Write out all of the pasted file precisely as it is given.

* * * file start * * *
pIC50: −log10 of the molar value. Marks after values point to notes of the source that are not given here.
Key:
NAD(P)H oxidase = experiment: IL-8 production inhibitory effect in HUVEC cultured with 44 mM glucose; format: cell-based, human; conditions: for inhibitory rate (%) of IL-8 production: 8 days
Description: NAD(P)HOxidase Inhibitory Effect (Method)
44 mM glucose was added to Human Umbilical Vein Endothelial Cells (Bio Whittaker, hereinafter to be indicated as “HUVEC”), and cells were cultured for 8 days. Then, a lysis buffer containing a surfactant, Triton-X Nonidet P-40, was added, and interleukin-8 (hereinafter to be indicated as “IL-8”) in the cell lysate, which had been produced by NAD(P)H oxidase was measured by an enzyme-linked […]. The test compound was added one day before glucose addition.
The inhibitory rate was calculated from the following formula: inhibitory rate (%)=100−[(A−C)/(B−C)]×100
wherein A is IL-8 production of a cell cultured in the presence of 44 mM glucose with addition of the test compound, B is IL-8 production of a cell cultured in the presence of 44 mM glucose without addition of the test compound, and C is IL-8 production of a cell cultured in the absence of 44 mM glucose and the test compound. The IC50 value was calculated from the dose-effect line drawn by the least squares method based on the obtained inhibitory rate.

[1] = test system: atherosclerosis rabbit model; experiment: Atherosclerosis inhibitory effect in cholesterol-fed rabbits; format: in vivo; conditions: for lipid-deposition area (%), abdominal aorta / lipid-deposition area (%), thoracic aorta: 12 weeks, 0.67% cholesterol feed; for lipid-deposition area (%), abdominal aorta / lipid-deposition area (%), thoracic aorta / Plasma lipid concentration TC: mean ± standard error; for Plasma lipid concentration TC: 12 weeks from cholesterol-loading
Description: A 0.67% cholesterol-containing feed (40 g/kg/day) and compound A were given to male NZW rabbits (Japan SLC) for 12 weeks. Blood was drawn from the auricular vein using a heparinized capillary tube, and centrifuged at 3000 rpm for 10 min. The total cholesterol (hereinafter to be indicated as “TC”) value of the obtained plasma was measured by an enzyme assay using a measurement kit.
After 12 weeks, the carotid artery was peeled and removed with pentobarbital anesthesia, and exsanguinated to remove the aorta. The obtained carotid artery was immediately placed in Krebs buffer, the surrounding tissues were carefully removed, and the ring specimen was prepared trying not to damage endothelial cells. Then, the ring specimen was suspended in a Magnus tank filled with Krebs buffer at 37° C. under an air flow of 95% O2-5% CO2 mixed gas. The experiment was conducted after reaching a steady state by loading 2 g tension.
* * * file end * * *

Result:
pIC50: −log10 of the molar value. Marks after values point to notes of the source that are not given here.
Key:
NAD(P)H oxidase = experiment: IL-8 production inhibitory effect in HUVEC cultured with 44 mM glucose; format: cell-based, human; conditions: for inhibitory rate (%) of IL-8 production: 8 days
Description: NAD(P)HOxidase Inhibitory Effect (Method)
44 mM glucose was added to Human Umbilical Vein Endothelial Cells (Bio Whittaker, hereinafter to be indicated as “HUVEC”), and cells were cultured for 8 days. Then, a lysis buffer containing a surfactant, Triton-X Nonidet P-40, was added, and interleukin-8 (hereinafter to be indicated as “IL-8”) in the cell lysate, which had been produced by NAD(P)H oxidase was measured by an enzyme-linked […]. The test compound was added one day before glucose addition.
The inhibitory rate was calculated from the following formula: inhibitory rate (%)=100−[(A−C)/(B−C)]×100
wherein A is IL-8 production of a cell cultured in the presence of 44 mM glucose with addition of the test compound, B is IL-8 production of a cell cultured in the presence of 44 mM glucose without addition of the test compound, and C is IL-8 production of a cell cultured in the absence of 44 mM glucose and the test compound. The IC50 value was calculated from the dose-effect line drawn by the least squares method based on the obtained inhibitory rate.

[1] = test system: atherosclerosis rabbit model; experiment: Atherosclerosis inhibitory effect in cholesterol-fed rabbits; format: in vivo; conditions: for lipid-deposition area (%), abdominal aorta / lipid-deposition area (%), thoracic aorta: 12 weeks, 0.67% cholesterol feed; for lipid-deposition area (%), abdominal aorta / lipid-deposition area (%), thoracic aorta / Plasma lipid concentration TC: mean ± standard error; for Plasma lipid concentration TC: 12 weeks from cholesterol-loading
Description: A 0.67% cholesterol-containing feed (40 g/kg/day) and compound A were given to male NZW rabbits (Japan SLC) for 12 weeks. Blood was drawn from the auricular vein using a heparinized capillary tube, and centrifuged at 3000 rpm for 10 min. The total cholesterol (hereinafter to be indicated as “TC”) value of the obtained plasma was measured by an enzyme assay using a measurement kit.
After 12 weeks, the carotid artery was peeled and removed with pentobarbital anesthesia, and exsanguinated to remove the aorta. The obtained carotid artery was immediately placed in Krebs buffer, the surrounding tissues were carefully removed, and the ring specimen was prepared trying not to damage endothelial cells. Then, the ring specimen was suspended in a Magnus tank filled with Krebs buffer at 37° C. under an air flow of 95% O2-5% CO2 mixed gas. The experiment was conducted after reaching a steady state by loading 2 g tension.